Whether a juvenile or an adult, the statute for aggravated assault remains the same. The three main differences between adult charges and juvenile charges are: (1) juveniles are “adjudicated delinquent” while adults are “convicted and found guilty”; (2) Juveniles typically have their matter heard before a Family Division Judge while adults will appear before Criminal Division Judge; and (3) the extent of detention or incarceration. Under N.J.S.A. 2C:12-1(b), a juvenile is adjudicated delinquent of aggravated assault if he or she attempts to cause serious bodily injury to another, or causes such injury purposely or knowingly or under circumstances manifesting extreme indifference to the value of human life reckless causes such injury.
Types of Aggravated Assault Lacey NJ
The most common form of aggravated assault involves the attempt to cause serious bodily injury. What matters for the purpose of this offense of attempt is not that the person actually succeed in causing serious bodily injury but that the juvenile had the requisite intent to cause serious bodily injury. If they can show that the juvenile had the intent to cause serious bodily injury and took a substantial step towards the consummation of that act, then the Family Division Judge will adjudicate the juvenile delinquent.
A second type of aggravated assault is where the person actually succeeds in causing serious bodily injury to the intended victim. When this occurs, the state need not prove that the juvenile purposely caused the serious bodily injury. It is sufficient to prove that juvenile acted knowingly or recklessly under circumstances manifesting extreme indifference to the value of human life. The recklessness standard for this offense is different from the ordinary recklessness standard. For this offense, the recklessness must be so extreme in its conscious disregard of the risk under the circumstances that it manifested extreme indifference to the value of human life.
It is important to note, however, that these are not the only circumstances under which aggravated assault charges may be brought. The following situations also constitute aggravated assault:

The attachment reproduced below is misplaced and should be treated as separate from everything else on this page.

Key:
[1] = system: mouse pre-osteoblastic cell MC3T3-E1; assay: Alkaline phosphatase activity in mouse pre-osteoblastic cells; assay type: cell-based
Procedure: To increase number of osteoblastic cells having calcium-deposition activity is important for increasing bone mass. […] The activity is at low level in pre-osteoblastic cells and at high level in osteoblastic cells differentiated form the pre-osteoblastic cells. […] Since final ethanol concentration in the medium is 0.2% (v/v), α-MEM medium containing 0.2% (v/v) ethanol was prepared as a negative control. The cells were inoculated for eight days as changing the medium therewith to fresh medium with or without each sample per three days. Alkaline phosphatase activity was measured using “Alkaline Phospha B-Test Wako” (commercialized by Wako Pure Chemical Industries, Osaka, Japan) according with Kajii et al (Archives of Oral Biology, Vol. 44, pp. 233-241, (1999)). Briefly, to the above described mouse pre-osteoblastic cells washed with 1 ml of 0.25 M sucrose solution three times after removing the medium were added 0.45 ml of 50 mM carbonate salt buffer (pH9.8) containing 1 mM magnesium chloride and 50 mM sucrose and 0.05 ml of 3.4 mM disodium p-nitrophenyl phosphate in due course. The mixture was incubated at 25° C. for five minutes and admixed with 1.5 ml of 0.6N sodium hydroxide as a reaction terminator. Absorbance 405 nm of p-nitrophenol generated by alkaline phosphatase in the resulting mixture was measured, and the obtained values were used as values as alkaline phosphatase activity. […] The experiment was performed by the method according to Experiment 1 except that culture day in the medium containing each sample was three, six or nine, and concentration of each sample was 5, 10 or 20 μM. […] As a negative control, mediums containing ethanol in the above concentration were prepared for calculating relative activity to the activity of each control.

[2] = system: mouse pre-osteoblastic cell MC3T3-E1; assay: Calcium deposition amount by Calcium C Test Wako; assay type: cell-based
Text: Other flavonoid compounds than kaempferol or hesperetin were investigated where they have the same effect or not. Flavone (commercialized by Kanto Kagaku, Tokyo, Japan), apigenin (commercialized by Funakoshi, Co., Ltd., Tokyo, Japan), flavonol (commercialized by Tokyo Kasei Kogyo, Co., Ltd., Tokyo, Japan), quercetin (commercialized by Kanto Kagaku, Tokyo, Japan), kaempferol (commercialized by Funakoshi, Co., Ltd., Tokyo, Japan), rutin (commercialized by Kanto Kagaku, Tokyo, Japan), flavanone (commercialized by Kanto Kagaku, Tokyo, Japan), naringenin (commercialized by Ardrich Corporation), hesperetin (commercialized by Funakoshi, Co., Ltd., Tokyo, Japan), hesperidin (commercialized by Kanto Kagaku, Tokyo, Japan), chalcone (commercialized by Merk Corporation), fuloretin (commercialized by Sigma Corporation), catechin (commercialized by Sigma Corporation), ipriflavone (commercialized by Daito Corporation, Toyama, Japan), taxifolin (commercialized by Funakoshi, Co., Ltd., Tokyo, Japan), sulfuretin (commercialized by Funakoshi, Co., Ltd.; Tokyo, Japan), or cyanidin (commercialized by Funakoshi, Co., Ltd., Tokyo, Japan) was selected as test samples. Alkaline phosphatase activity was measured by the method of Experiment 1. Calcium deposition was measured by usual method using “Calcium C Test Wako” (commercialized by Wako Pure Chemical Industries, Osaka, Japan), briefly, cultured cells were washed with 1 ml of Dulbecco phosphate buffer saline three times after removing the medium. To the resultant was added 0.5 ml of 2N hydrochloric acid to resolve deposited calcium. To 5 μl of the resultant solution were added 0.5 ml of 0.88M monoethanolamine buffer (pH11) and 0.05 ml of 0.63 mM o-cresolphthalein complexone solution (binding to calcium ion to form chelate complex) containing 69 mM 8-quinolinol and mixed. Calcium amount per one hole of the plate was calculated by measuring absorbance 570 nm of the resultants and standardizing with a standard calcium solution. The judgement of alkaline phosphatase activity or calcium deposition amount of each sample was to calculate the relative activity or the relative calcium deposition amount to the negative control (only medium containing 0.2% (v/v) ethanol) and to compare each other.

Attempts to cause or purposely or knowingly causing bodily injury with a deadly weapon is a form of aggravated assault.
Recklessly causing bodily injury with a deadly weapon is aggravated assault. Knowingly or recklessly pointing a firearm at someone whether or not the actor believes it is loaded will be an aggravated assault.
Commiting a simple assault against a law enforcement officer acting in the performance of his duties while in uniform or exhibiting evidence of his authority or because of his status as a law enforcement officer.
Committing a simple assault against a paid or volunteer fireman acting in the performance of their duties.
Committing a simple assault against any person engaged in emergency first-aid or medical services, any school board member, school administrator, teacher, school bus driver, any employee of the Division of Youth and Family Services, any justice of the Supreme Court, judge of the Superior Court, judge of the Tax Court, municipal judge, any operator of a motorbus, any department of corrections employee, any utility company employee, any healthcare worker employed by a licensed health care facility to provide direct patient care, and any direct care worker at a state or county psychiatric hospital.
These offenses range anywhere from second degree to fourth degree depending upon the result of the assault and whom it was committed against.
What is Serious Bodily Injury Assault Charges?
“Serious bodily injury” means bodily injury which creates a substantial risk of death or which causes serious, permanent disfigurement, or protracted loss or impairment of the function of any bodily member or organ.
What is a Deadly Weapon?
“Deadly weapon” means any firearm or other weapon, device, instrument, material or substance, whether animate or inanimate, which in the manner it is used or is intended to be used, is known to be capable of producing death or serious bodily injury or which in the manner it is fashioned would lead the victim reasonably to believe it to be capable of producing death or serious bodily injury.
What are the Penalties for Juvenile Aggravated Assault?
For juvenile offenders, a second degree offense will carry up to 3 years of confinement at the Ocean County Detention Center, a third degree offense will carry up to two (2) years of confinement at the Ocean County Detention Center and a fourth degree offense will carry up to one (1) year of confinement at the Ocean County Detention Center. For first-time juvenile offenders, the court may be more inclined to allow alternative means of punishment. However, where the criminal offense in question is a serious matter, the court may treat the juvenile as an adult. If that happens, a second degree offense has the potential to open you up to ten (10) years in prison, which by virtue of the No Early Release Act (NERA) means that 85% of 10 years must be served. A third degree offense typically leads to incarceration of between three (3) and five (5) years, while a fourth degree offense can lead to jail time of up to eighteen (18) months.
Contact our Point Pleasant office today to discuss your case at 848-238-2100.
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